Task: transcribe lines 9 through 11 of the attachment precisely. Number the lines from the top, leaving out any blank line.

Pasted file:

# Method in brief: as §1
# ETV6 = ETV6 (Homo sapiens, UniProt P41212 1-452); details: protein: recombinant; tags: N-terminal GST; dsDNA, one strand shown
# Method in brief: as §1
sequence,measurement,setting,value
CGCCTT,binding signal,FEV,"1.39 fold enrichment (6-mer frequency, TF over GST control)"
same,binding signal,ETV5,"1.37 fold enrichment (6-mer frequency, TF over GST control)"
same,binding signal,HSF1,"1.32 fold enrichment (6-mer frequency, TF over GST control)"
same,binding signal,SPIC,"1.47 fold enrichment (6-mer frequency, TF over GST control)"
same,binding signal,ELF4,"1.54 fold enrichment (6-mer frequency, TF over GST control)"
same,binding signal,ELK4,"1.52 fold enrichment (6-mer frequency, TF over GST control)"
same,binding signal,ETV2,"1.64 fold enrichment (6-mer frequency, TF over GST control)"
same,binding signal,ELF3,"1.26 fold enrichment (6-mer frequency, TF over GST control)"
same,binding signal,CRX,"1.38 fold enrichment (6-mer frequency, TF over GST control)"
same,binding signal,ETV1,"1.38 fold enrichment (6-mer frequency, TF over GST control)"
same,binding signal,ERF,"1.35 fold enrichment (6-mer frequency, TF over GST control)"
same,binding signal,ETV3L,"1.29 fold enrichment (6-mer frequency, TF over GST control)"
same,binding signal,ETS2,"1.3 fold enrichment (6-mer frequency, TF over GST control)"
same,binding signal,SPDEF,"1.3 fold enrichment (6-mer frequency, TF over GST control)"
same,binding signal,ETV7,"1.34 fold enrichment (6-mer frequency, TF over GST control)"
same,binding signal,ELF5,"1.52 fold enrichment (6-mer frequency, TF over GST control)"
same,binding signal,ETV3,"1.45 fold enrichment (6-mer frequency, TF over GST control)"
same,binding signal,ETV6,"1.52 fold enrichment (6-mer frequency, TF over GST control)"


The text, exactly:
same,binding signal,ELF4,"1.54 fold enrichment (6-mer frequency, TF over GST control)"
same,binding signal,ELK4,"1.52 fold enrichment (6-mer frequency, TF over GST control)"
same,binding signal,ETV2,"1.64 fold enrichment (6-mer frequency, TF over GST control)"